NORWICH – After establishing a career as a public defender and defense attorney, Tamara DeBerry needed a break, shifting away from the courtroom to the volleyball court.
In the midst of the pandemic, the 30-something DeBerry turned to another passion – the sport of volleyball – to challenge herself as she eases back into a general practice of law.
Norwich Free Academy hired DeBerry, who lives in Westbrook, as girls volleyball coach before the school year. DeBerry was an All-State volleyball player in Illinois before thrusting her energy into education. She graduated from Western Michigan University Law School and has been practicing law for over 10 years.
DeBerry previous coached at Masuk High, Trumbull High and Ethel Walker School in Simsbury.
“I needed to humanize myself,” DeBerry said. “I needed a break in my career. Being around youth keeps me human.”
NFA slipped into the Class LL state tournament last season with a near .500 record but graduated a number of seniors. A solid nucleus of seniors return, headed by setter Sarah Ericson, whom DeBerry already nominated as NFA Athlete of the Month despite the fact the Wildcats open late (Thursday) because of COVID-19 protocols.
“She’s athletic and a natural leader who has been great in practice,” DeBerry said. “She’s the quarterback of the team.”
DeBerry typically employs an offensive philosophy with big hitters at the net. She is adapting her style to fit NFA’s current roster of shorter, quicker athletes.
“We should be more defensive minded,” DeBerry said. “We have seniors and juniors with good court awareness. We don’t have a lot of tall hitters but our offense will come.”
Seniors Kayley Williams and Anna Dutrumble are outside hitters who will benefit from the setting of Ericson. Tessa McLaughlin and Katie Reischeri are senior middle hitters. Arianna Gauthier will be a fixture at libero.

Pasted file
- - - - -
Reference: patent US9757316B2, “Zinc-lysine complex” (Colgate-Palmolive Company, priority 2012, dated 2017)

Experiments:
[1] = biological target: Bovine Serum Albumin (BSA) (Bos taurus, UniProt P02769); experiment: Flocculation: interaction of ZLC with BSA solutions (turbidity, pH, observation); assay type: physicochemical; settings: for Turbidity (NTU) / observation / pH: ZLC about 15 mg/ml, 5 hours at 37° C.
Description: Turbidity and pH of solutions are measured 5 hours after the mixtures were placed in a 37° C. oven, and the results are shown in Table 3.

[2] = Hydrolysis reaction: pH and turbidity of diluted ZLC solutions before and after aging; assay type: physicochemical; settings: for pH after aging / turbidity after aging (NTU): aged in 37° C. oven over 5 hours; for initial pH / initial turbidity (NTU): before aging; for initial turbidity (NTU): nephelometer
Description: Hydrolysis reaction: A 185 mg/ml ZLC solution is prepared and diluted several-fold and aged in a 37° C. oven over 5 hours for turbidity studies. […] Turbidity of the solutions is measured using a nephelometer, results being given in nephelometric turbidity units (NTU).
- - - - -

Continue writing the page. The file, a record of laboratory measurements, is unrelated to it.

“We’ll have four players who don’t rotate out,” DeBerry said. “They’re good all-around players and good listeners. They’re like little sponges.”
Juniors Molly Plecan, Brianne Surfus and Nicole Rios-Ceron are juniors who will fill out the rotation among others who may earn time.
CIAC girls volleyball players must wear masks because of COVID rules. Balls must be washed often, and no spectators will be allowed at games. Volleyball is typically an emotional game where players celebrate points to high-fiving. That can’t happen this fall because of social distancing procedures.
“Everybody’s lives are different now, but you have to find a way to adapt,” DeBerry said. “I think kids are more open to change than adults. You can’t socially distance on the court but we won’t have high-fives. For me, it’s causing me to communicate more verbally, giving them encouragement.”
As an attorney, DeBerry is well-versed in conversation.
“There is similarity between jobs with the communication either be it with clients or the players,” DeBerry said. “I’m enjoying getting back into coaching.”